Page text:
On pushing past feelings of inadequacy

Jul 24

I recently came face to face with my first real stall in writing. Now, to give you a basic idea of the timeline of the book thus far, I first started planning out this book at the beginning of this year. The idea came about after many, many loose discussions with my brother, and it took a little while to get the ball rolling, but that’s about right. Then, after lots of “planning” (read: procrastinating), I finally started writing in March. I had about a chapter until mid-to-late June of this year, which is when I created this website and announced my resolve to, you know, write a book.

Since making that firm decision, I’m up to 8 chapters and 25,000 words. That’s about 63 pages in Microsoft Word (TNR size 12, 1.5 spacing), which is a pretty steep slope in terms of progress.I’ve been feeling so good about said progress, in fact, that I started to delude myself into thinking that I’d have this book finished and ready for editing within months. Which, to be fair, I am feeling rather inspired again, so who knows. But as mentioned, I did have my first run-in with not being able to move forward with the story.

It came about because I recently finished reading Divergent by Veronica Roth (and its sequel: Insurgent). I really, really enjoyed these books. Very reminiscent of the Hunger Games, and we already know how I feel about those delicious books. They aren’t perfect, but they’re thrilling, engaging, and well-written. And Ms. Roth is not much older than me, I believe. In fact, she began writing Divergent while she was still an undergrad.

Upon finishing the second book, I suddenly became very disheartened. My head swam with thoughts about how I’d never be able to write something as good as Divergent, that I was just kidding myself, insert pitiful thoughts here. I was feeling incredibly inadequate, which I hear is normal, but was still not fun to deal with. I firmly believe that in any artistic field, it’s our self-inflated opinion of our talents that gets us through the tough times. Deflate my ego and my motivation goes right along with it, haha.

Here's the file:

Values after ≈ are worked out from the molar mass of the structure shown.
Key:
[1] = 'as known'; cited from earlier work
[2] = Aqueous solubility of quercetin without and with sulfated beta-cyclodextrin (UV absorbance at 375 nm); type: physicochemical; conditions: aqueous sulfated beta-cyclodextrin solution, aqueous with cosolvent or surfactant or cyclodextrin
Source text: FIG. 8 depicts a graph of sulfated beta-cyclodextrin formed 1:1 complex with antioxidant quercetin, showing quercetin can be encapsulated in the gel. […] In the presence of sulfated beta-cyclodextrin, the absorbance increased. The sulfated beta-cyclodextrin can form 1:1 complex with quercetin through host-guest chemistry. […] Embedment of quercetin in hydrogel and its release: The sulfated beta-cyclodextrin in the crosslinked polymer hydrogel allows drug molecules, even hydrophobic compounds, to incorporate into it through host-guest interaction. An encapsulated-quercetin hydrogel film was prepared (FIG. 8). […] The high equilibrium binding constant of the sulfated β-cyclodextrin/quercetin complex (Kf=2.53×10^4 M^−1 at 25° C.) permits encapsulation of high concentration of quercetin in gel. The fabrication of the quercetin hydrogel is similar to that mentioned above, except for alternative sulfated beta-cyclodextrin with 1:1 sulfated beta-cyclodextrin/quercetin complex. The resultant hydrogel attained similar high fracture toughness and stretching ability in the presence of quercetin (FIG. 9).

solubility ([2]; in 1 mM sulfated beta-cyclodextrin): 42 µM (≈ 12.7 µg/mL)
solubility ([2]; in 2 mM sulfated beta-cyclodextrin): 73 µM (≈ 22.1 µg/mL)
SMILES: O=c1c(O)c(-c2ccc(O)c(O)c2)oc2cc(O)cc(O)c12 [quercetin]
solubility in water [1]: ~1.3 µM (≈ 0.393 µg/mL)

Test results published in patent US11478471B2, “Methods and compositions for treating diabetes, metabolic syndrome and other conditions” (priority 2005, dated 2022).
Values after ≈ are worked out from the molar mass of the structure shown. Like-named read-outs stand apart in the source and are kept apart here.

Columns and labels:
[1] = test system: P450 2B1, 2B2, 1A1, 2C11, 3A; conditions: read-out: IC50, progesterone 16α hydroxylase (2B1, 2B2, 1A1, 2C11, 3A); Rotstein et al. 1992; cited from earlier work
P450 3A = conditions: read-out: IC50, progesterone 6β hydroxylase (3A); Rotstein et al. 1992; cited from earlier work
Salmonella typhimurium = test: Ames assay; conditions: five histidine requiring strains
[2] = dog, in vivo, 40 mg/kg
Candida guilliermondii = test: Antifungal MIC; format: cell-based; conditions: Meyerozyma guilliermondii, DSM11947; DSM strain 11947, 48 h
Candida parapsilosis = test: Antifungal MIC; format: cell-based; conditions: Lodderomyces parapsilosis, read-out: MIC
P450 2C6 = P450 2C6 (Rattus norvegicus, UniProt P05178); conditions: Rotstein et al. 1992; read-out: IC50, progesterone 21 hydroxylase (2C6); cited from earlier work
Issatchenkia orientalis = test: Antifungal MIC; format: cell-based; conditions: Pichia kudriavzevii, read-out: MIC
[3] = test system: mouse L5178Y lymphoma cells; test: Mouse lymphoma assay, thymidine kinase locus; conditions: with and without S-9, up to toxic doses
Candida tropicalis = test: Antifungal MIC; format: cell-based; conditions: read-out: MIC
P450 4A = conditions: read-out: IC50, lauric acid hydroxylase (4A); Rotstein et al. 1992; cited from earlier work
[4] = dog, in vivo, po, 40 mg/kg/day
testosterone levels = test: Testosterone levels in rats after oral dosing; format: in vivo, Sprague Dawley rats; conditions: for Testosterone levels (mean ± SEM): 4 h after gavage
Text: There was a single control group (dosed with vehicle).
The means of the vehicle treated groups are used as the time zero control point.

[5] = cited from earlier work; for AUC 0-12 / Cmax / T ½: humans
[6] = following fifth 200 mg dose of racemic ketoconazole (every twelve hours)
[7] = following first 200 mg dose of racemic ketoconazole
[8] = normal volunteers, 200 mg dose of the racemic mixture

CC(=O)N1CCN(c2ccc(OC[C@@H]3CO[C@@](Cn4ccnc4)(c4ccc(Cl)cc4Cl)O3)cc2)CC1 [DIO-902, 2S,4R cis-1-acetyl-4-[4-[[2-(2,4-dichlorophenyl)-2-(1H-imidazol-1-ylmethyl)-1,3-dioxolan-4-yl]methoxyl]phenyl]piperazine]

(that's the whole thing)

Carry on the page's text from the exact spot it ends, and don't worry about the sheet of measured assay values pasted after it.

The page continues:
I now realize that it was just poor timing, of course. It wasn’t really Divergent, it could have been anything. I was really dealing  with the recent chapter that I had written. One that I was not happy with in the slightest (lazy writing, boring dialogue, and just generally far too much of an information dump). But I felt stuck, because I couldn’t figure out any other way to have the story move forward the way I had planned.

I stayed that way for over a week, moping, not bothering to open my laptop, always finding an excuse not to write. Then, lying in bed one night (this past Saturday night, in fact), it finally hit me. If I can’t figure out a way to have the story move forward without this one horrible scene, then I simply need to change the way the story moves forward! Done and done. I deleted the chapter and changed the timeline of the novel significantly, without altering any of the major plot or setting points. I just switched a few things around, and am much happier with how things are progressing.

My biggest lesson learned from all this isn’t something as neat and tidy as “Don’t compare yourself to others!” or “Just believe in yourself!” As much as I wish I could say those things, I’m not quite that optimistic (or naive). Obviously I’m going to continuously compare myself to others (though I am considering nixing the reading of any more YA dystopia fiction for the meantime, haha), and I’m not always going to feel confident in my abilities as a writer. What I can say, however, is that eventually, the words do come back. It might take a little while, you might have to take a break, but even if you’re stuck, eventually the ideas will come. And that is something I can have confidence in.


  1. You’re right, it is too easy to feel inadequate when you compare yourself to a successful published author. I think it’s important to remember that those books go through a lot of editing so you shouldn’t expect yours to meet that standard right out of the gate. I’m glad you got through it 🙂

  2. I definitely need to have “Compare and Despair” tattooed on my person somewhere. It would help me push through moments like not just with writing but with life in general.

    The other thing I do when I get stuck in a certain point in my writing is to start writing another scene. There’s no rule that says you need to work in order and sometimes writing what happens next helps me find a way to close that gap because it starts to set up the structure, you know?

    I guess maybe I need to add Divergent to my list of books to read, huh?

    • admin /

      Yesssss. I thought it was great. Do it, do it, do it!

      Also, I am getting better about writing scenes (or at least starting them) as they occur to me. I have a whole separate document now that’s just full of little snippets of dialogue and whatnot for me to add in when I come to the appropriate time. It’s definitely helping!

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